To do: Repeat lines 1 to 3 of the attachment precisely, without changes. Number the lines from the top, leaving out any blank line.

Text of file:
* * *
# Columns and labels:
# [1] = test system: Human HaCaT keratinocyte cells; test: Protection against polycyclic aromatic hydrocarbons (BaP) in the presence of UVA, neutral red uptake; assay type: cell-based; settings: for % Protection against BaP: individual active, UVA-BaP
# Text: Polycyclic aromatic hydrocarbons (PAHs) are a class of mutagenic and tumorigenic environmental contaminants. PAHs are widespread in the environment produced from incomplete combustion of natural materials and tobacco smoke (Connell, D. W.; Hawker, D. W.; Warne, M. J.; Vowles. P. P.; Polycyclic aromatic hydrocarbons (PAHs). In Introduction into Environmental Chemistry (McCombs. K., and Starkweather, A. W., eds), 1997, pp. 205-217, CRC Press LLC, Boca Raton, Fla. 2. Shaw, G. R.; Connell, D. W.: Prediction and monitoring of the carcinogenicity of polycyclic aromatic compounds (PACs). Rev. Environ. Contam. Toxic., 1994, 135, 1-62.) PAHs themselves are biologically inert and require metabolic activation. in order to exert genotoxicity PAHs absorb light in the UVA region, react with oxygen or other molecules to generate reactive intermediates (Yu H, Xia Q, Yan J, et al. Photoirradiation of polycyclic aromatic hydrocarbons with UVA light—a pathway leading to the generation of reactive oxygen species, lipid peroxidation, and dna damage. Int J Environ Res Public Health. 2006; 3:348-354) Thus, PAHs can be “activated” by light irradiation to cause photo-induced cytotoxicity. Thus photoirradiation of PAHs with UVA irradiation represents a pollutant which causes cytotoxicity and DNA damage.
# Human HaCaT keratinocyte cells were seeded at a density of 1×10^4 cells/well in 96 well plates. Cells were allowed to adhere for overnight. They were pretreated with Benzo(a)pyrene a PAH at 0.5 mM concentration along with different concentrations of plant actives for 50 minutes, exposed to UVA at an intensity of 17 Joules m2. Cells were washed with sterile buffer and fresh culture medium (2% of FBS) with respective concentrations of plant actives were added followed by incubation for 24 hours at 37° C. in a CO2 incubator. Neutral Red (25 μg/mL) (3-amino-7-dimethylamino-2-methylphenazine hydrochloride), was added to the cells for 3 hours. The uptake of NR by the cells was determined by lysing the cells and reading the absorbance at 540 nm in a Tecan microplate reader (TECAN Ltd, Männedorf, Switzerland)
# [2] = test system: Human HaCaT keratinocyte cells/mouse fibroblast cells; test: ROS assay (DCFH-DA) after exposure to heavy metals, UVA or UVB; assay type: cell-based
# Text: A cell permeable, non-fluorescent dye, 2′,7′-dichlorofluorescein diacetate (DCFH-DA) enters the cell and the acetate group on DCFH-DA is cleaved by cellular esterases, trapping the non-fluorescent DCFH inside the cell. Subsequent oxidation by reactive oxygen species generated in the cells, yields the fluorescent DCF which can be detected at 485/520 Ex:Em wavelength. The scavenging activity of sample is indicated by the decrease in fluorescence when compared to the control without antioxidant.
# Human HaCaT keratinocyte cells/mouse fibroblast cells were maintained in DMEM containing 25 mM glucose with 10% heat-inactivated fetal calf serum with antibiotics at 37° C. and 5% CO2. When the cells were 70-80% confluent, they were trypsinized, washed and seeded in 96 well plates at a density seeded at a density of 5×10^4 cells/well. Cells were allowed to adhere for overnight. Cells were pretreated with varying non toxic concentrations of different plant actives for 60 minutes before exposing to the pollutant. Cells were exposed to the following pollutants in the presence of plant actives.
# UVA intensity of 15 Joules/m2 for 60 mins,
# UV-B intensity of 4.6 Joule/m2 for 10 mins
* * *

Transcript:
# Columns and labels:
# [1] = test system: Human HaCaT keratinocyte cells; test: Protection against polycyclic aromatic hydrocarbons (BaP) in the presence of UVA, neutral red uptake; assay type: cell-based; settings: for % Protection against BaP: individual active, UVA-BaP
# Text: Polycyclic aromatic hydrocarbons (PAHs) are a class of mutagenic and tumorigenic environmental contaminants. PAHs are widespread in the environment produced from incomplete combustion of natural materials and tobacco smoke (Connell, D. W.; Hawker, D. W.; Warne, M. J.; Vowles. P. P.; Polycyclic aromatic hydrocarbons (PAHs). In Introduction into Environmental Chemistry (McCombs. K., and Starkweather, A. W., eds), 1997, pp. 205-217, CRC Press LLC, Boca Raton, Fla. 2. Shaw, G. R.; Connell, D. W.: Prediction and monitoring of the carcinogenicity of polycyclic aromatic compounds (PACs). Rev. Environ. Contam. Toxic., 1994, 135, 1-62.) PAHs themselves are biologically inert and require metabolic activation. in order to exert genotoxicity PAHs absorb light in the UVA region, react with oxygen or other molecules to generate reactive intermediates (Yu H, Xia Q, Yan J, et al. Photoirradiation of polycyclic aromatic hydrocarbons with UVA light—a pathway leading to the generation of reactive oxygen species, lipid peroxidation, and dna damage. Int J Environ Res Public Health. 2006; 3:348-354) Thus, PAHs can be “activated” by light irradiation to cause photo-induced cytotoxicity. Thus photoirradiation of PAHs with UVA irradiation represents a pollutant which causes cytotoxicity and DNA damage.